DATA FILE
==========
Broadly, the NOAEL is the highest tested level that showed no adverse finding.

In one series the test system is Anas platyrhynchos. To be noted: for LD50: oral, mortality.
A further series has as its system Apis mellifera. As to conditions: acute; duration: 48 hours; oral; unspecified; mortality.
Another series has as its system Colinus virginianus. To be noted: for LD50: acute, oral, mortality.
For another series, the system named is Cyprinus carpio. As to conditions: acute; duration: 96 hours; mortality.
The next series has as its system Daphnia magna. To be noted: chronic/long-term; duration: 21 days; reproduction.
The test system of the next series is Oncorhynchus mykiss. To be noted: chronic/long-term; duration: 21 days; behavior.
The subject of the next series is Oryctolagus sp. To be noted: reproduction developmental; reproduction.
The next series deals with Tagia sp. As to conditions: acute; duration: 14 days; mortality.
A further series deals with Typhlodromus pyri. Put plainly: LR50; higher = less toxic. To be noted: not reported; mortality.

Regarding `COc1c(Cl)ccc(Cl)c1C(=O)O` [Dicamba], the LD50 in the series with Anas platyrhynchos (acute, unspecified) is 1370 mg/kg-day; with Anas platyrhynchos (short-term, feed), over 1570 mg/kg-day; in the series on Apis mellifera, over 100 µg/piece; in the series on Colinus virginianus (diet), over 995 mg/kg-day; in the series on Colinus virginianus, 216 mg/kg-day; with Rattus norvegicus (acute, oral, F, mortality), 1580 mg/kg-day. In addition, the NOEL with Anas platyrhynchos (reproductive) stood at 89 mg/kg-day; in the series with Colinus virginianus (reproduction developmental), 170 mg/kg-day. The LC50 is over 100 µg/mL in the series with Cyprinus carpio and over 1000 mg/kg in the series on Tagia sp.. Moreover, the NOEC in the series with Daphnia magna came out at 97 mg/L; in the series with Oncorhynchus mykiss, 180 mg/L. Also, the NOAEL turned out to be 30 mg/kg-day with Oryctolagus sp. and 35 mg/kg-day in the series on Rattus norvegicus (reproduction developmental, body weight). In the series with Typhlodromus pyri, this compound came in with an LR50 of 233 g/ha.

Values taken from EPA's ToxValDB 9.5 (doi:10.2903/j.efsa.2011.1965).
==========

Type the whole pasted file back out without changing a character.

Broadly, the NOAEL is the highest tested level that showed no adverse finding.

In one series the test system is Anas platyrhynchos. To be noted: for LD50: oral, mortality.
A further series has as its system Apis mellifera. As to conditions: acute; duration: 48 hours; oral; unspecified; mortality.
Another series has as its system Colinus virginianus. To be noted: for LD50: acute, oral, mortality.
For another series, the system named is Cyprinus carpio. As to conditions: acute; duration: 96 hours; mortality.
The next series has as its system Daphnia magna. To be noted: chronic/long-term; duration: 21 days; reproduction.
The test system of the next series is Oncorhynchus mykiss. To be noted: chronic/long-term; duration: 21 days; behavior.
The subject of the next series is Oryctolagus sp. To be noted: reproduction developmental; reproduction.
The next series deals with Tagia sp. As to conditions: acute; duration: 14 days; mortality.
A further series deals with Typhlodromus pyri. Put plainly: LR50; higher = less toxic. To be noted: not reported; mortality.

Regarding `COc1c(Cl)ccc(Cl)c1C(=O)O` [Dicamba], the LD50 in the series with Anas platyrhynchos (acute, unspecified) is 1370 mg/kg-day; with Anas platyrhynchos (short-term, feed), over 1570 mg/kg-day; in the series on Apis mellifera, over 100 µg/piece; in the series on Colinus virginianus (diet), over 995 mg/kg-day; in the series on Colinus virginianus, 216 mg/kg-day; with Rattus norvegicus (acute, oral, F, mortality), 1580 mg/kg-day. In addition, the NOEL with Anas platyrhynchos (reproductive) stood at 89 mg/kg-day; in the series with Colinus virginianus (reproduction developmental), 170 mg/kg-day. The LC50 is over 100 µg/mL in the series with Cyprinus carpio and over 1000 mg/kg in the series on Tagia sp.. Moreover, the NOEC in the series with Daphnia magna came out at 97 mg/L; in the series with Oncorhynchus mykiss, 180 mg/L. Also, the NOAEL turned out to be 30 mg/kg-day with Oryctolagus sp. and 35 mg/kg-day in the series on Rattus norvegicus (reproduction developmental, body weight). In the series with Typhlodromus pyri, this compound came in with an LR50 of 233 g/ha.

Values taken from EPA's ToxValDB 9.5 (doi:10.2903/j.efsa.2011.1965).